“The proverb tells us that one cannot serve two masters at once. The poor ego has a still harder time of it; it has to serve three harsh masters, and has to do its best to reconcile the claims and demands of all three. These demands are always divergent and often seem quite incompatible; no wonder that the ego so frequently gives way under its task. The three tyrants are the external world, the super-ego and the id.”
The dubious accomplishment of the discipline of psychology (to anticipate what will be said in the following chapters) consists in turning the false consciousness and corresponding techniques of self-control that characterize the bourgeois individual into a picture of human nature. Rather than explaining this consciousness and these techniques, psychology constructs models of individuality and its “behavior” that make them the reason for, and content of, everything bourgeois individuals do the livelong day.
1.2. Hegel's concept of free will as the idealism of being allowed
Bourgeois individuality also differs fundamentally from the concept of self-consciousness conceived by Hegel, who develops the formal determinations of the subjective mind in his Encyclopaedia. For Hegel, individuality is soul, sentient and perceiving consciousness. It develops conceptions of the world, describes them, forms judgments and draws conclusions, reasons with them, thinks. As reason, it works its way forward to the identity of the objective world with the contents of subjective thought, becoming the practical mind that can then make society suitable to itself — i.e., objective mind. Oddly enough, the world's last, useful philosopher manages to fabricate a logical transition from the purely formal determinations of subjectivity to bourgeois society and its state, of all things. The transition is just what one might expect: for reasoning subjects to desire private property as their world, free will must make itself rather abstract from the start, taking the principle of exclusive ownership as its proper “sphere of its freedom”; otherwise it would not be the Hegelian “idea,” that is, the unity of concept and reality!
The truth here, as elsewhere with Hegel, is a matter of “standing him on his feet.” The bourgeois subject certainly acts as “soul,” consciousness and intelligence, but, at the same time, he starts out from social relations created and maintained by force, in which he must somehow make his way. He accommodates both his mind and his actions to the practical restrictions he runs into as soon as his interests take on their objects. He relativizes his will according to the limits imposed on him — and this relativizing enters his consciousness in such a way that he takes the world to be at the disposal of his already self-controlled will, rather than the other way around; that this is the way, in fact the only way, he enjoys individual freedom: the individual acknowledges bourgeois relations in what he is allowed to do. He reinterprets the difficulties he is saddled with simply by sticking to the point of view that he is at least entitled to do what is not prohibited.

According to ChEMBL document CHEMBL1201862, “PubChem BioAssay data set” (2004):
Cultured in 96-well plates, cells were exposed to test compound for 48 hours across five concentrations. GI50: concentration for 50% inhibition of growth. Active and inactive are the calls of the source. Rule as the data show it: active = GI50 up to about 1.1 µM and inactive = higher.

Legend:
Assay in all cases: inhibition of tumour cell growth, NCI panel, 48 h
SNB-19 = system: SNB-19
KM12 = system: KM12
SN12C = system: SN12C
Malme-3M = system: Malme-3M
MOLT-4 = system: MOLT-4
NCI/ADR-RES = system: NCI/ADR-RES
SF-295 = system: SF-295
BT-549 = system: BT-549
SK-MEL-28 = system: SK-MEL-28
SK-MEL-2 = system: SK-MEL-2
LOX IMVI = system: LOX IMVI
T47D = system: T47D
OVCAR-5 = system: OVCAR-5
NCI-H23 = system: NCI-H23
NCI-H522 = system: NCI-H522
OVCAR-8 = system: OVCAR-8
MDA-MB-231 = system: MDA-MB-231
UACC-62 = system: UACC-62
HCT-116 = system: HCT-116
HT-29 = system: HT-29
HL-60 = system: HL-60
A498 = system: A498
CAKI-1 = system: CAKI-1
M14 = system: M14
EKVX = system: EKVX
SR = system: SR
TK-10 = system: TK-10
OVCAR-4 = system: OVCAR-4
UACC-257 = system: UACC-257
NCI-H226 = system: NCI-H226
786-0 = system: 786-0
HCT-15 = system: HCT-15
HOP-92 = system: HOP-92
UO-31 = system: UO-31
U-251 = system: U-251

1.3. The individual's class position as the individualism of his worldview
The judgments concocted by the bourgeois intellect about itself and the world inevitably show certain differences. Although the principle is the same for all individuals, what success the free, yet relativized, will actually obtains in its striving to carry out its objectives varies considerably from one person to the next depending on economic class membership, i.e., on the means disposed over. The simple fact that some people have every reason to be satisfied, while others do not, leads to some differentiation in consciousness of the world. When interests and the restrictions they encounter shape the use of the intellect, then success and failure, expectation and disappointment, are necessarily reflected in the individual worldview — a very well-known phenomenon, but one that devotees of the bourgeois order waste little thought on. It is taken as normal. For one thing, that is the freedom everyone does have, to hold an opinion of one’s very own about how the world works, whether one is a beneficiary or a victim of it. Secondly, it is self-understood that consciousness couldn’t possibly ever be objective, “since” it is obviously individual, i.e., guided by personal interests…
 Subject: a self; a thinking and acting being.
 Freud, S. Introductory lectures on psycho-analysis in Standard Edition of the Complete Psychological Works, vol. XV. J. Strachey, trans. & ed. London: Hogarth Press, 1955.
 A few errors “occur” in Hegel’s formal determinations: compare, for example, the notorious, psyche-based definition of national character, or the derivation of master and servant from self-consciousness in his Phenomenology, etc.